Page 29: of Maritime Logistics Professional Magazine (Q3 2015)
are starting to make their move.
In addition to the semi-automated terminals at the Port of
Virginia, and Bayonne, NJ, LA’s TraPac terminal operator is in the second phase of its move toward full automation, while the Port of Long Beach expects to open its $1.3 billion auto- mated Middle Harbor redevelopment project, described as the world’s greenest container shipping terminal, in 2020. Similar projects have launched in other parts of the world, including
APMT’s April unveiling of the ? rst fully automated terminal in the world, in Rotterdam, which will be joined by yearend by a similar project, DP World’s Rotterdam World Gateway, and eventually, an all-electric port in Mexico.
Global Container Terminals, Inc. (GCT), where automation was uniquely retro? tted on top of the existing, fully opera- tional terminal, due to land constraints, is currently the most automated terminal in the U.S., having gone live with its new technology a year ago.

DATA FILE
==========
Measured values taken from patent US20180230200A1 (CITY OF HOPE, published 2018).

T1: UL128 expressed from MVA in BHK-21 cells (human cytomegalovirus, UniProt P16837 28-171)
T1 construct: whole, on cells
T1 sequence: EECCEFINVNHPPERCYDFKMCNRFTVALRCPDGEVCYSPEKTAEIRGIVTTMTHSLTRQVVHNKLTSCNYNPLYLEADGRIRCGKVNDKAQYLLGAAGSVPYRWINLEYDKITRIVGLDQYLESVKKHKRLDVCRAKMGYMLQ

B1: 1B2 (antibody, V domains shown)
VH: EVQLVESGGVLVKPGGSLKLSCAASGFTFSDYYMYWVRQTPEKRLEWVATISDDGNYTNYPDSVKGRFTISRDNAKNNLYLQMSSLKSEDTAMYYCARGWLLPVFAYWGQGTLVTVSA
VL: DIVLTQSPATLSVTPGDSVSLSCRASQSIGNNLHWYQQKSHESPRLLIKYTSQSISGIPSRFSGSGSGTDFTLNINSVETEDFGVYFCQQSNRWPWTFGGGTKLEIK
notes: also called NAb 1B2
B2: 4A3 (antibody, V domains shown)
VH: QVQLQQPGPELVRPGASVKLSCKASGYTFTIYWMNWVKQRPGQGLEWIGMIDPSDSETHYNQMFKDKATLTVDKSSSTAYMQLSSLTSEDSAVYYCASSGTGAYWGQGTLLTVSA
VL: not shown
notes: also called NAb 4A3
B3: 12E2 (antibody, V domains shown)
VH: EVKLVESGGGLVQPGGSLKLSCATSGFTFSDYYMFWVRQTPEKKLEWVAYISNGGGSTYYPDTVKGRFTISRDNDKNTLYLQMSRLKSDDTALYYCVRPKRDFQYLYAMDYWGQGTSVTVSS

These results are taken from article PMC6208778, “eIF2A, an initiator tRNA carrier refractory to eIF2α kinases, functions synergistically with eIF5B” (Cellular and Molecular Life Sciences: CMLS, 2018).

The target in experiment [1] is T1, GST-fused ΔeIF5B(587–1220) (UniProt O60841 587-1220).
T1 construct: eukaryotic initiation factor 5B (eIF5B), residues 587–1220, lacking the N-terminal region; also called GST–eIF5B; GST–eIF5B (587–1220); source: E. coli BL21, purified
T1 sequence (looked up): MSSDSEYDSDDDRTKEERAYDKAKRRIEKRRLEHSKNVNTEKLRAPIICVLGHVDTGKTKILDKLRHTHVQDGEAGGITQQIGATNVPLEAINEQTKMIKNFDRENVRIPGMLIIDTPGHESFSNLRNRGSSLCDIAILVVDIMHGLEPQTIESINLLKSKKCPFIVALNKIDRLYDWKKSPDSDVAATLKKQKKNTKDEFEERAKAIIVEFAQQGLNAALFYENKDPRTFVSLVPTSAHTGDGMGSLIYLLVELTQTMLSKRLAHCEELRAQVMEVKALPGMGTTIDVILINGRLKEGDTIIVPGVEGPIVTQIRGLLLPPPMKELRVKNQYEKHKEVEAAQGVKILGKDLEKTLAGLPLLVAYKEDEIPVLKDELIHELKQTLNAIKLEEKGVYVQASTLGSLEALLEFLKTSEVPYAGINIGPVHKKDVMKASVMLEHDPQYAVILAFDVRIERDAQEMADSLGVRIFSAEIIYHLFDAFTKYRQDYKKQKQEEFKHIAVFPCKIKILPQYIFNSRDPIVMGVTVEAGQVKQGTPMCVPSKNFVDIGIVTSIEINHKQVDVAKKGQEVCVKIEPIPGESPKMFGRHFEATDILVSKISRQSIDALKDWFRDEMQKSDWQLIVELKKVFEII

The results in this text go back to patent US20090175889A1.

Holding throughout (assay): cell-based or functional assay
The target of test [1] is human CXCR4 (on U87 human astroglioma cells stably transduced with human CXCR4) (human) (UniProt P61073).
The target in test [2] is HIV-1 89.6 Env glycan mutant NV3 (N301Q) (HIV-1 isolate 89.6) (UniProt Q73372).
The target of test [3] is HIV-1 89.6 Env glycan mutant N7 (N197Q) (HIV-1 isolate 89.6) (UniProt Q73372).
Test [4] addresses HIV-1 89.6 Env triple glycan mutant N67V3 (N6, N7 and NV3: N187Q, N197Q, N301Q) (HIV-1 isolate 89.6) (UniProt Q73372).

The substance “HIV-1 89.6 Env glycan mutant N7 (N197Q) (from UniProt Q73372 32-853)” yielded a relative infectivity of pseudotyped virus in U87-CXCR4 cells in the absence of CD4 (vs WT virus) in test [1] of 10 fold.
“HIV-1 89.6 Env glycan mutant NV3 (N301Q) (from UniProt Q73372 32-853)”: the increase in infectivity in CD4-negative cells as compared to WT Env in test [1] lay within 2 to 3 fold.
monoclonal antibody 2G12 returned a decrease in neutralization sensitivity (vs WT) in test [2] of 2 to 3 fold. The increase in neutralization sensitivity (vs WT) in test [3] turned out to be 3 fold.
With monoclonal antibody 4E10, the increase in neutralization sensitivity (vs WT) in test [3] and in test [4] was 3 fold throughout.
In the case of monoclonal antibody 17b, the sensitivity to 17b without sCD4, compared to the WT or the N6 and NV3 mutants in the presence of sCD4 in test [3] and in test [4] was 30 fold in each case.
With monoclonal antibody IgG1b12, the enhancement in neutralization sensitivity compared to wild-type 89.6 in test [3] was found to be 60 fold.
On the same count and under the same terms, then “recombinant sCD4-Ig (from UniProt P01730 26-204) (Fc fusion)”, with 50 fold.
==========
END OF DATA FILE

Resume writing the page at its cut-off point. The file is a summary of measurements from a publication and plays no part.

Richard Ceci, GCT’s vice president of information technol- ogy, says that so far, automation has not cost a single union job at the Bayonne, NJ facility. Instead, he says workers have been moved around and retrained, for example, to be mechan-
GCT Bayonne Semi-Automated Container Terminal at a glance … 5,000 transactions 167-acres40 moves per hour per day 45-minute truck 2,700’ berth8 post-Panamax turnaround cranes 20 semi-automated 50-foot draft17 manned RTGs.
RMGs | | www.maritimeprofessional.com Maritime Professional 29 18-33 Q3 MP2015.indd 29 9/18/2015 9:49:01 AM